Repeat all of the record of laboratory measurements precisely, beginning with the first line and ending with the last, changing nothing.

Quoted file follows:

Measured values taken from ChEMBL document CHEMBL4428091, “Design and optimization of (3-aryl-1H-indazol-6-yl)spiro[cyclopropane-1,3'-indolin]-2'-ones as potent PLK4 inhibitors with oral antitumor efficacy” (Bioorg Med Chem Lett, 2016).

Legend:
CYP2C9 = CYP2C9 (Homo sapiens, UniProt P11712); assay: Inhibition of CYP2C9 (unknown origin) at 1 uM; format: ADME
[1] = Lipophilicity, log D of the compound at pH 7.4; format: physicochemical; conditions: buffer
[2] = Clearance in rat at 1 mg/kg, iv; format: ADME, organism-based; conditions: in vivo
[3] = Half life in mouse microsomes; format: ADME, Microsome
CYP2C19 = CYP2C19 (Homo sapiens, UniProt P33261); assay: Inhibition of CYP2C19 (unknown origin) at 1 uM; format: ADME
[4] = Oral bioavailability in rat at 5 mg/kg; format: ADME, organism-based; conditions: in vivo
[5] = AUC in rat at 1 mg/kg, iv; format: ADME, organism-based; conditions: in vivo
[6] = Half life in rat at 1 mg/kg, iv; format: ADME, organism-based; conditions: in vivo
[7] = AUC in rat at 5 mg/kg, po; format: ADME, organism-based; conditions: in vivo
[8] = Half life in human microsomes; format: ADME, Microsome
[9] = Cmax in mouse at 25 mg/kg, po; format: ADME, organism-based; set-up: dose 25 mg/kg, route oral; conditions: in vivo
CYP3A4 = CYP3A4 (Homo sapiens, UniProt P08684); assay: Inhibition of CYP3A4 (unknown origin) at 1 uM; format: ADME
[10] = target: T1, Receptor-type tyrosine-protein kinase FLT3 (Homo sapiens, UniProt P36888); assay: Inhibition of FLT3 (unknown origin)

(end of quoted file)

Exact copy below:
Measured values taken from ChEMBL document CHEMBL4428091, “Design and optimization of (3-aryl-1H-indazol-6-yl)spiro[cyclopropane-1,3'-indolin]-2'-ones as potent PLK4 inhibitors with oral antitumor efficacy” (Bioorg Med Chem Lett, 2016).

Legend:
CYP2C9 = CYP2C9 (Homo sapiens, UniProt P11712); assay: Inhibition of CYP2C9 (unknown origin) at 1 uM; format: ADME
[1] = Lipophilicity, log D of the compound at pH 7.4; format: physicochemical; conditions: buffer
[2] = Clearance in rat at 1 mg/kg, iv; format: ADME, organism-based; conditions: in vivo
[3] = Half life in mouse microsomes; format: ADME, Microsome
CYP2C19 = CYP2C19 (Homo sapiens, UniProt P33261); assay: Inhibition of CYP2C19 (unknown origin) at 1 uM; format: ADME
[4] = Oral bioavailability in rat at 5 mg/kg; format: ADME, organism-based; conditions: in vivo
[5] = AUC in rat at 1 mg/kg, iv; format: ADME, organism-based; conditions: in vivo
[6] = Half life in rat at 1 mg/kg, iv; format: ADME, organism-based; conditions: in vivo
[7] = AUC in rat at 5 mg/kg, po; format: ADME, organism-based; conditions: in vivo
[8] = Half life in human microsomes; format: ADME, Microsome
[9] = Cmax in mouse at 25 mg/kg, po; format: ADME, organism-based; set-up: dose 25 mg/kg, route oral; conditions: in vivo
CYP3A4 = CYP3A4 (Homo sapiens, UniProt P08684); assay: Inhibition of CYP3A4 (unknown origin) at 1 uM; format: ADME
[10] = target: T1, Receptor-type tyrosine-protein kinase FLT3 (Homo sapiens, UniProt P36888); assay: Inhibition of FLT3 (unknown origin)